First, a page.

Burgess Hill Town General Manager- and these days also manager Simon Wormull’s Assistant- John Rattle was warming up the goalkeepers- although he’d have needed a large furnace to do that properly. He was positive about recent form, but also convinced that today’s match was of great importance. “There are no standout teams in the league this year, everyone can beat everyone else. But it’s matches like this that will make the difference, against opponents at our end of the table and in weather like this.” Did he expect the Hillians to win? “Yes- but I’d be ok with a draw, too!” He laughed and wandered off to kick a stray ball back towards the dugout, whilst in the stand both home and away supporters were also saying they’d be ok with a draw. One of them was describing the match as a “six-pointer,” and given it isn’t yet Christmas it was perhaps a little early to be thinking that way, but it wasn’t difficult to understand what he meant.

Burgess Hill, playing up the, erm, Whitehawk Hill, got us underway, rain driving into their backs- and into every nook and cranny of every stand and terrace. And the noise started, too- but, unusually, it was the away fans making it to begin with. With both sets of fans together, and both having brought drums and various other instruments, soon we had a home and away cacophony, which was rather endearing but meant that, with two different songs being sung at once, it was often difficult to tell what anyone was singing. It was the home side that had the best of the opening few minutes, which meant- of course- that it was the Hillians that had the first real chance, Keano Deacon robbing Matt Drage just outside the area and firing in a shot which Melvin Minter saved with his legs. The defender seemed to slip, and you had to think that, given the amount of water pouring out of the sky, he wouldn’t be the last to have problems with stability.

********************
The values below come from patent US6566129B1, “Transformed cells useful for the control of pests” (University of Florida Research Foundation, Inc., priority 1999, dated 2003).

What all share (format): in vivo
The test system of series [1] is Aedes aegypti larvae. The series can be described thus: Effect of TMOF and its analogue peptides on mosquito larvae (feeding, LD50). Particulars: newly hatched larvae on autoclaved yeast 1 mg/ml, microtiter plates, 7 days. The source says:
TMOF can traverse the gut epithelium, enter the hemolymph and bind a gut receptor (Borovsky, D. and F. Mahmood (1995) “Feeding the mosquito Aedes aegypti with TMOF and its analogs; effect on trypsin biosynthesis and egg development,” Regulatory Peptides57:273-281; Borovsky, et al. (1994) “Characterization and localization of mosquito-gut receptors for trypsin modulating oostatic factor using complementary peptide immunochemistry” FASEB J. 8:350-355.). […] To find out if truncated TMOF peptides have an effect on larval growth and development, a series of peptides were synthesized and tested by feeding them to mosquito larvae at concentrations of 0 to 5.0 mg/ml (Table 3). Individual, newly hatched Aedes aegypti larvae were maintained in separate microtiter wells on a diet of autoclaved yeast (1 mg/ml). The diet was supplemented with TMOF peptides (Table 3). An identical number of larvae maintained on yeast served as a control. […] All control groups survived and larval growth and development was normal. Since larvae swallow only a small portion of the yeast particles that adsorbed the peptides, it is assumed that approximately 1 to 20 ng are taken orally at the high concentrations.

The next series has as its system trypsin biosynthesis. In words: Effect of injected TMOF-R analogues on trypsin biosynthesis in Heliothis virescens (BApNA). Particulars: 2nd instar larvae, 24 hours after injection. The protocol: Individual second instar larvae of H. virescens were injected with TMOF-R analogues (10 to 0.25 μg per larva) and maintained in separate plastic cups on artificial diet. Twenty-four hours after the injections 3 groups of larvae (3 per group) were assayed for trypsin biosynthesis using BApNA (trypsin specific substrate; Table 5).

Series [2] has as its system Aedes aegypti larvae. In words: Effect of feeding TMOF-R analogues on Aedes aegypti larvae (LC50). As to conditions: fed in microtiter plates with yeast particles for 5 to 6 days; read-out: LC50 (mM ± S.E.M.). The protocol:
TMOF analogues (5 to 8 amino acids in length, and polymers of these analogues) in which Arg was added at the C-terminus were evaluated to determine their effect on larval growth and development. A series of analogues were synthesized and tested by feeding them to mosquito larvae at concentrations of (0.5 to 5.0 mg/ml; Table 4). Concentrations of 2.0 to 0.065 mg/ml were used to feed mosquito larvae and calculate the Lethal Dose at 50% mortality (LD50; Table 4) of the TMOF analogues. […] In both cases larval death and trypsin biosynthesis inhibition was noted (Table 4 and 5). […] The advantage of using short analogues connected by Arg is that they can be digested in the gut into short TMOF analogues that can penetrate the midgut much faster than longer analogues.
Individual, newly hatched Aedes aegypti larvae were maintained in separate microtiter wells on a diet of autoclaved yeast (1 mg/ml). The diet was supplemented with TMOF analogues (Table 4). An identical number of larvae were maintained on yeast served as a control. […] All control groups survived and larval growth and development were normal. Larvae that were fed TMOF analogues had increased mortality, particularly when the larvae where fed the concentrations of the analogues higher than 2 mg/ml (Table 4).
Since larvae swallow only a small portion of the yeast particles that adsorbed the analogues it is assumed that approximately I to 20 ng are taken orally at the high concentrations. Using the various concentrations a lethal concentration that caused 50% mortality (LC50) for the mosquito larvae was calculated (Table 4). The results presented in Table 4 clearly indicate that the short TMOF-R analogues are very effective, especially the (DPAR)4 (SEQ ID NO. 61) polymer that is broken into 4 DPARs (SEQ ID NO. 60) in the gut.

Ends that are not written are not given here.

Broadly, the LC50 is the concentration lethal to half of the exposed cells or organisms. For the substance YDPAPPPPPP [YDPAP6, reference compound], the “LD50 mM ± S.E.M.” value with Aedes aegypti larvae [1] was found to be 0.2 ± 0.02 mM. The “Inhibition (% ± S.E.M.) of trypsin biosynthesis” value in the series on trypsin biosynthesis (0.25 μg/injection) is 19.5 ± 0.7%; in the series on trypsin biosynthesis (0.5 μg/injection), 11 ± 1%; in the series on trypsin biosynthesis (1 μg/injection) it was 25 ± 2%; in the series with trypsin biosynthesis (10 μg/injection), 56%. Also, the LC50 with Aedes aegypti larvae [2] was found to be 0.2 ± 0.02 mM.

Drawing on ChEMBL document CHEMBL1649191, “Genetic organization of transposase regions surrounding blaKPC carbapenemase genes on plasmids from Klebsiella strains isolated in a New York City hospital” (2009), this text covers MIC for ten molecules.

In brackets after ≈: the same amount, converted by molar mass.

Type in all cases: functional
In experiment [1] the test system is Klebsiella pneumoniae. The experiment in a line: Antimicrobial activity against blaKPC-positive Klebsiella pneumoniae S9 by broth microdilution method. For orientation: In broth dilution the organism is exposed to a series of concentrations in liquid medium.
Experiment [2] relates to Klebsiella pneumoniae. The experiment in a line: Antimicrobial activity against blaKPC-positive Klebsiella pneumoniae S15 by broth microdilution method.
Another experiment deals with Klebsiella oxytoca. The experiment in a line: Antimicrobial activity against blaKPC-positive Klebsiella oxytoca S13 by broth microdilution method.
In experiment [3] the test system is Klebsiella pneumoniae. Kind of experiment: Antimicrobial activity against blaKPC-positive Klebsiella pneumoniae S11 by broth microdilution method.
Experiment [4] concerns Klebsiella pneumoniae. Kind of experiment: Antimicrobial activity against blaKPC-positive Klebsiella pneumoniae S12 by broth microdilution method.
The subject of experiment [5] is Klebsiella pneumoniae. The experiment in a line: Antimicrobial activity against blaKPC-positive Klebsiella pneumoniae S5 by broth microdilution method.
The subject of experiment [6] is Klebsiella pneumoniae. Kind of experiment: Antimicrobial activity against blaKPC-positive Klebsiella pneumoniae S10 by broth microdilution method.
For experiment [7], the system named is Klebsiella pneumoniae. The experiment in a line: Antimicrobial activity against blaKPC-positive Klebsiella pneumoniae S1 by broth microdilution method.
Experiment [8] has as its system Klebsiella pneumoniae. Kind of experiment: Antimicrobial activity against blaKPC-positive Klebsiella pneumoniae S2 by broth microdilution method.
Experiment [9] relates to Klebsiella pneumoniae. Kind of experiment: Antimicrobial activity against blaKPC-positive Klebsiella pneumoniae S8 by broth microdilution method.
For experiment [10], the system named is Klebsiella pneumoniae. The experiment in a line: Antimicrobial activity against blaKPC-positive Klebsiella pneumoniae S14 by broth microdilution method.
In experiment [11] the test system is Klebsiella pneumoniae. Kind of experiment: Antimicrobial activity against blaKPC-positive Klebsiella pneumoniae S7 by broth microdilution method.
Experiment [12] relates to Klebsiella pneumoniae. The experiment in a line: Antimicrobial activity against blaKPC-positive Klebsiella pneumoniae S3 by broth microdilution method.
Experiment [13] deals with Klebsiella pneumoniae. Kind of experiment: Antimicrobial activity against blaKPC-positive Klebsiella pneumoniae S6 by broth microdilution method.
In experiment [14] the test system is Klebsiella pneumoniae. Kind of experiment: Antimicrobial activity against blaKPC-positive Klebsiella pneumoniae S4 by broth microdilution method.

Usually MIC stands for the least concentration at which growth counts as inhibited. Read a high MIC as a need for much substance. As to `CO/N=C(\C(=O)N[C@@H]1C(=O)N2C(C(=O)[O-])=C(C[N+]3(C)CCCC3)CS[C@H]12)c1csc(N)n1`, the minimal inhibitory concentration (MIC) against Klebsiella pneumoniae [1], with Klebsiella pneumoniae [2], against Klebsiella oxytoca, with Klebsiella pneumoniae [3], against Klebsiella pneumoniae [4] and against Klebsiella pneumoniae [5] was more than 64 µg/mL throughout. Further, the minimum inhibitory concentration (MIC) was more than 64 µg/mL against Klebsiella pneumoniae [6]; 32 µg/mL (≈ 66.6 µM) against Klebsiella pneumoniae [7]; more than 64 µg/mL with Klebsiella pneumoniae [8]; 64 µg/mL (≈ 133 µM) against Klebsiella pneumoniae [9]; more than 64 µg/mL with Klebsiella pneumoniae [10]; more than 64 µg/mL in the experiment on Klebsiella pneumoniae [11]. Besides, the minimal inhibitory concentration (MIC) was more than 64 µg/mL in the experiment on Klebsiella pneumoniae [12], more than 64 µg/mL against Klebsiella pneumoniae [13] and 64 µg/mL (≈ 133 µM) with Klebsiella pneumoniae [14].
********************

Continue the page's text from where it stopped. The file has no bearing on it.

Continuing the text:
The Hawks headed up the other end and the quick feet of ex-Hillian Connor Tighe saw the ball find its way to Nat Pinney on the edge of the box. The Non League Akinfenwa did a quick shimmy of his own and fired goalwards, forcing Mitch Bromage into a save as good as that made by his opposite number. It was at about this point that the first questions about abandonment began circulating around the main stand, perhaps prompted by the news from Lewes that their match with Margate had already come to a premature end.

The eighteenth minute saw the breakthrough, and it came to Burgess Hill. A corner from the right, and up, up went Ben Pope, higher than his marker, to head firmly home. A couple of years ago, before suffering a terrible injury, the then Worthing youngster was being closely watched by a number of professional sides, and whilst he’s struggled to reach pre-injury levels since his return the signs are positive, and he’s still young. With a number of our Bostik youngsters in the spotlight at the moment there seemed little reason why he couldn’t soon be amongst them once more.

Hill took heart, and remained dominant, which- again, meant that the next goal had to come to Whitehawk. And it was a cracker when it arrived, Tighe sweeping the ball into the corner before celebrating wildly in front of the Hawks faithful. “You’ve all gone quiet over there,” they sang, as the home announcer inexplicably gave the goal to Ky Marsh-Brown. They don’t look alike.

Discussions on whether the game would be allowed to finish were getting louder by this point. The ball had begun to stick, and the rain was patently not about to stop any time soon. Both sides were finding the conditions difficult. And then, as we reached the half hour mark, the referee gave three blasts on his whistle. Everyone looked at each other, slightly surprised, and then the players began to shake hands and it became apparent that it was over. Both sets wandered off to salute their own supporters, and a number of them scampered to the bar- or to their cars. Football was over for the day, and the final score was Whitehawk 1, Burgess Hill Town 1, Dierdre 2.

By Ian Townsend.